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July 12, 2007

Network Problems

I came home from having dinner last night with gmar and found that my internal network was having as very serious problem. I have and UPS that is connected directly to my linux servers and that is connected via a network connetion to a couple other boxes. The linux box has a little networked service that let's the boxes know if the power is gone. So anyway, my windows box had about 40 pop-up boxes showing lost connection / connected.

This of course was a little odd, and my son hefito told me he was have a lag problem playing xbox live. I poked around and found that if i disconnected one leg of my network that was connecting a part of the house via homeplug (a technique for sending data through elecltrical outlets) i could get the network back up and running.

I figured the problem was with the homeplug hardware, so i started swapping it out and testing different units to isolate the failure. I found that all of the units were bad so i decided that something had happened with my home power. I figured it had become a bit noisy or something.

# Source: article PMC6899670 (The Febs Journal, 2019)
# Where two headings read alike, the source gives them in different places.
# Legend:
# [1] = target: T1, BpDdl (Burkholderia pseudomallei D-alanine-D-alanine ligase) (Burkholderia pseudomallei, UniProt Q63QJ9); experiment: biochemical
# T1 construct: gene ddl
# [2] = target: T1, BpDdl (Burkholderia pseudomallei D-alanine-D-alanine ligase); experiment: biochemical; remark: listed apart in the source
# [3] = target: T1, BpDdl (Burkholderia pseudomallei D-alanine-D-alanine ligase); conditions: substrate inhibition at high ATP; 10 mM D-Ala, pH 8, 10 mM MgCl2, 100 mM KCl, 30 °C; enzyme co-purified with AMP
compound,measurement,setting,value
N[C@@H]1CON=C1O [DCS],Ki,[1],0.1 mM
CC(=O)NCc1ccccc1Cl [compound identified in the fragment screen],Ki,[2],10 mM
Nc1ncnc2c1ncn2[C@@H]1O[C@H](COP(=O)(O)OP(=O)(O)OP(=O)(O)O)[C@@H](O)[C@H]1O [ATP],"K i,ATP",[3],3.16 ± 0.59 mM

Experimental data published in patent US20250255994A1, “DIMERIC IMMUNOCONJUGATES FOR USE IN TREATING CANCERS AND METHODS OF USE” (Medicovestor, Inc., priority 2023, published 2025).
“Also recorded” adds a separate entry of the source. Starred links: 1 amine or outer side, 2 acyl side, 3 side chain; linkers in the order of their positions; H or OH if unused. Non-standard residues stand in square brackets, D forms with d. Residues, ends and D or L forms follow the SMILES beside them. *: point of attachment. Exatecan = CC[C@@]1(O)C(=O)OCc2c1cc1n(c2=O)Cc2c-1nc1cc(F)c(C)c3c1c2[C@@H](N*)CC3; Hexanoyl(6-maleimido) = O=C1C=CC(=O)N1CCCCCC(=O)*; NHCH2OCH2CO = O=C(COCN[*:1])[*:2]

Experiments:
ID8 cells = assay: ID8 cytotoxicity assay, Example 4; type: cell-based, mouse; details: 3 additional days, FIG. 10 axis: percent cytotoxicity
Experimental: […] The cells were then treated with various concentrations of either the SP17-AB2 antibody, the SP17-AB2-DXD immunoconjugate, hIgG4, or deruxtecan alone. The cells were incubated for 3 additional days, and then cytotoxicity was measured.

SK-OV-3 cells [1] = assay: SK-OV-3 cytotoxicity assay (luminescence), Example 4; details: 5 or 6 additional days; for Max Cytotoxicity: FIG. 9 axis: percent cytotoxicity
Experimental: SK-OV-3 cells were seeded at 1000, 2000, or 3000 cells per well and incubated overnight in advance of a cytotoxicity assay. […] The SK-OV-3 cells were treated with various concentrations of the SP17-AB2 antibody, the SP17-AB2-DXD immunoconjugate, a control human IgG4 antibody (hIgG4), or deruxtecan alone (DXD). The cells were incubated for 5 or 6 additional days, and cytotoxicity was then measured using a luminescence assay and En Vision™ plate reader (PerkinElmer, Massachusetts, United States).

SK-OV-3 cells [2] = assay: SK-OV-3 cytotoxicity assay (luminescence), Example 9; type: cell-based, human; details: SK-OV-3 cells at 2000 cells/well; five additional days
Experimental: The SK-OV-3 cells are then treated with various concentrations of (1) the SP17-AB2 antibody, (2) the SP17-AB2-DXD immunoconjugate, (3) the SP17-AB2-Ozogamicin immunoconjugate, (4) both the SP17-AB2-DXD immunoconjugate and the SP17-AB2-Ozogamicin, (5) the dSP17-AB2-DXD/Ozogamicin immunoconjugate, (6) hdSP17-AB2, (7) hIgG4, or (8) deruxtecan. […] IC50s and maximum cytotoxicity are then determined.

I consolodated all the equipment into a single room and started connecting bits and pieces. I have 3 router/hubs (2 wireless) a set of 5 homeplugs (one wireless) and various computers, print servers, etc.

I started testing all these bits and pieces and after a bunch of configuring and swapping i found that the problem was a single port on my linksys router. The port that was connected to the homeplug port went bonkers whenever a cable was plugged into it. It started sending packets all over the network, flooding the network with useless traffic and making it unusable. Sort of a self initiated Denial of Service attack. I unplugged the the device from the bad port and gave the trusty linksys router a secondary role in the network infrastructure as it was once the main firewall protecting all my equipment from the evil outside world.

Now all is well at the manor house and i can still control the Internet to do my evil bidding.

What exactly did i learn from this? Well the most important lesson i learned is to not trust the stongest link in a system because sometimes even that breaks. The router that caused the whole problem had been a trusted part of my network for about 10 years and never caused any problem. The homepugs on the otherhand have been bothersome so it was easy to blame them. Also, look at the lites on the front of the router. They aren't just pretty, they can tell you something important, like you have a broadcast storm.

Posted by Hefe at July 12, 2007 08:30 AM